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Exploring Philanthropy in China

By John Skendall

In May 2006, a team of fundraising professionals journeyed to China for the People to People ambassador program. Janice Gow Pettey, MNM, CFRE, principal of J.G. Pettey & Associates in San Francisco, shares her thoughts and observations about a trip that spanned three cities and 12 days and brought the participants a greater appreciation of the rewards and challenges of philanthropy.

The delegation, led by Alphonce J. Brown Jr., ACFRE, chair of the Association of Fundraising Professionals (AFP) and vice president of development of the National Academy of Public Administration in Washington, D.C., had clearly defined goals for the People to People ambassador trip to China. They were to come away with a deeper understanding of what philanthropy is and how it helps promote human rights. They wanted to find out what the economic efficiency is of government versus the nonprofit model. The delegation also wanted to explore the potential impact and appropriate role of the nonprofit sector in addressing societal needs. Finally, the group wanted to find out why people become volunteers and what motivates people to contribute financial resources to address community needs.

The journey began in Beijing, where Pettey and the delegation met with the China Charity Federation (, the China Youth Development Foundation ( and the Ford Foundation ( ). In the city of Guilin, the delegation met with the Guilin Charity Foundation. Finally, in Shanghai, the ambassadors met with the Shanghai Jiao Tong University Education Development Foundation ( and held informal meetings with nonprofits based in the Shanghai area.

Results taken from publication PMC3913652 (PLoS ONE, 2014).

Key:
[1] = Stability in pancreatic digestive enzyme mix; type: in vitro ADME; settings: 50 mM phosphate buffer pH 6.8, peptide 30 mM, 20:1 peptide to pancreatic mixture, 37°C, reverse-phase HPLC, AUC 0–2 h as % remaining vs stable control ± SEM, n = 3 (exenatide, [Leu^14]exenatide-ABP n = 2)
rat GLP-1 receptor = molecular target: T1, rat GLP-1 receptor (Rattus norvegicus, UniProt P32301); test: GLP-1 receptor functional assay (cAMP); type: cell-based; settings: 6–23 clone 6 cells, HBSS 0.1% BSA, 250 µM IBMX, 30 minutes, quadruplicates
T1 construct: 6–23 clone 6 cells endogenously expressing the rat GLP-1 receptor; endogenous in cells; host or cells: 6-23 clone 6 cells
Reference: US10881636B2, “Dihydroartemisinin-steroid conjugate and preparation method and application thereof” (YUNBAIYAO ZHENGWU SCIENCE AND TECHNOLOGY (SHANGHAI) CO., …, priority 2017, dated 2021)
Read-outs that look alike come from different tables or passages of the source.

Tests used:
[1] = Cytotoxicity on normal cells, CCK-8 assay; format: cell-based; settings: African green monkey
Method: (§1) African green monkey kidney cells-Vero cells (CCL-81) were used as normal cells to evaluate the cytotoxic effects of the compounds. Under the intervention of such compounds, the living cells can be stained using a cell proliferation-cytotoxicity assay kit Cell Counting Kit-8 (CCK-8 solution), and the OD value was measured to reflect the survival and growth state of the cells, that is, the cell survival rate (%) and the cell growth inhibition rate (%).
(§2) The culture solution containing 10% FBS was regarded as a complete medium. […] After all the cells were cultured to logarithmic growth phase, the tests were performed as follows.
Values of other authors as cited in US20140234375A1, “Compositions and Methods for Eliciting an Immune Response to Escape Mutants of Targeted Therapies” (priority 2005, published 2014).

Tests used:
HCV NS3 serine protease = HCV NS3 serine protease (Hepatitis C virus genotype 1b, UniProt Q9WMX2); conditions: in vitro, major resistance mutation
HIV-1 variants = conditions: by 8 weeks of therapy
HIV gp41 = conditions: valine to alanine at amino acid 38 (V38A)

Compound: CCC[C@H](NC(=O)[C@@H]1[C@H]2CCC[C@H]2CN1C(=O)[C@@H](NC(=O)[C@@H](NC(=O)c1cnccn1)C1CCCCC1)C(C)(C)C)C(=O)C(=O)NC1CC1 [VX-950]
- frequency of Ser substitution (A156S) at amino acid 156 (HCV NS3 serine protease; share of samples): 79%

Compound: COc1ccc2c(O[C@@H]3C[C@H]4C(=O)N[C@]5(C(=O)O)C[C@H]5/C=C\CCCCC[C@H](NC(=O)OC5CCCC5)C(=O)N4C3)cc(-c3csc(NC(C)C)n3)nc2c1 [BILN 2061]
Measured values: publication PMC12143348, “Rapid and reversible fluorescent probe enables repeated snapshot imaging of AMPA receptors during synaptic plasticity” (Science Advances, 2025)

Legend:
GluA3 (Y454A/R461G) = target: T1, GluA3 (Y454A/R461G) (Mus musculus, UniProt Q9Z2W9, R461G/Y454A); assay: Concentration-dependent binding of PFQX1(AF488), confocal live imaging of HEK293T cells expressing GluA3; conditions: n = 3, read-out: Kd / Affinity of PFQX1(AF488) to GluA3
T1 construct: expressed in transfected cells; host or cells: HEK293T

“The nonprofit sector in China is both unique and similar to U.S.-based nonprofits,” Pettey says. “Similarities include reliance on the mission of the organization, the importance of volunteers and reliance on charitable support. Differences exist because of the different models of government, the relative ‘newness’ of the nonprofit sector in China compared to the United States and methods of fundraising.

“There is nothing like AFP in China,” Pettey explains, “and throughout the trip we had the opportunity to talk about AFP. There is keen interest in Beijing, Guilin and Shanghai to have training, professional development and networking opportunities for the growing number of fundraisers in these communities.”

As a result of the successful China ambassador trip, AFP has been invited to meet and present at regional conferences in China in 2007.

Philanthropy in Action in China

While in Shanghai, Pettey recalls two particularly interesting visits with local nonprofit organizations.